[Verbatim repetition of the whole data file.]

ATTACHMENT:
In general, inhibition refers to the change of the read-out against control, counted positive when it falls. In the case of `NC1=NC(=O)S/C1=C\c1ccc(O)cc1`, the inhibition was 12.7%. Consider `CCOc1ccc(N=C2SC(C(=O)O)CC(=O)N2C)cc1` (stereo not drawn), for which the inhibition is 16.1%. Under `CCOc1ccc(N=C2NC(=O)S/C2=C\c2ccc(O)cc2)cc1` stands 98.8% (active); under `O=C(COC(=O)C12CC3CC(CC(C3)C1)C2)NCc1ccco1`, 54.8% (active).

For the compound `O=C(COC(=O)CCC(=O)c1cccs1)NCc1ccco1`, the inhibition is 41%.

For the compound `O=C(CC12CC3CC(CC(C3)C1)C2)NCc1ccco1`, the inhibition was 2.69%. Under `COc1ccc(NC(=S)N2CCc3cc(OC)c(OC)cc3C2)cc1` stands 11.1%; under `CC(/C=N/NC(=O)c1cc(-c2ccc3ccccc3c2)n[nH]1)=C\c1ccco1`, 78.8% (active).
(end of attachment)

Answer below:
In general, inhibition refers to the change of the read-out against control, counted positive when it falls. In the case of `NC1=NC(=O)S/C1=C\c1ccc(O)cc1`, the inhibition was 12.7%. Consider `CCOc1ccc(N=C2SC(C(=O)O)CC(=O)N2C)cc1` (stereo not drawn), for which the inhibition is 16.1%. Under `CCOc1ccc(N=C2NC(=O)S/C2=C\c2ccc(O)cc2)cc1` stands 98.8% (active); under `O=C(COC(=O)C12CC3CC(CC(C3)C1)C2)NCc1ccco1`, 54.8% (active).

For the compound `O=C(COC(=O)CCC(=O)c1cccs1)NCc1ccco1`, the inhibition is 41%.

For the compound `O=C(CC12CC3CC(CC(C3)C1)C2)NCc1ccco1`, the inhibition was 2.69%. Under `COc1ccc(NC(=S)N2CCc3cc(OC)c(OC)cc3C2)cc1` stands 11.1%; under `CC(/C=N/NC(=O)c1cc(-c2ccc3ccccc3c2)n[nH]1)=C\c1ccco1`, 78.8% (active).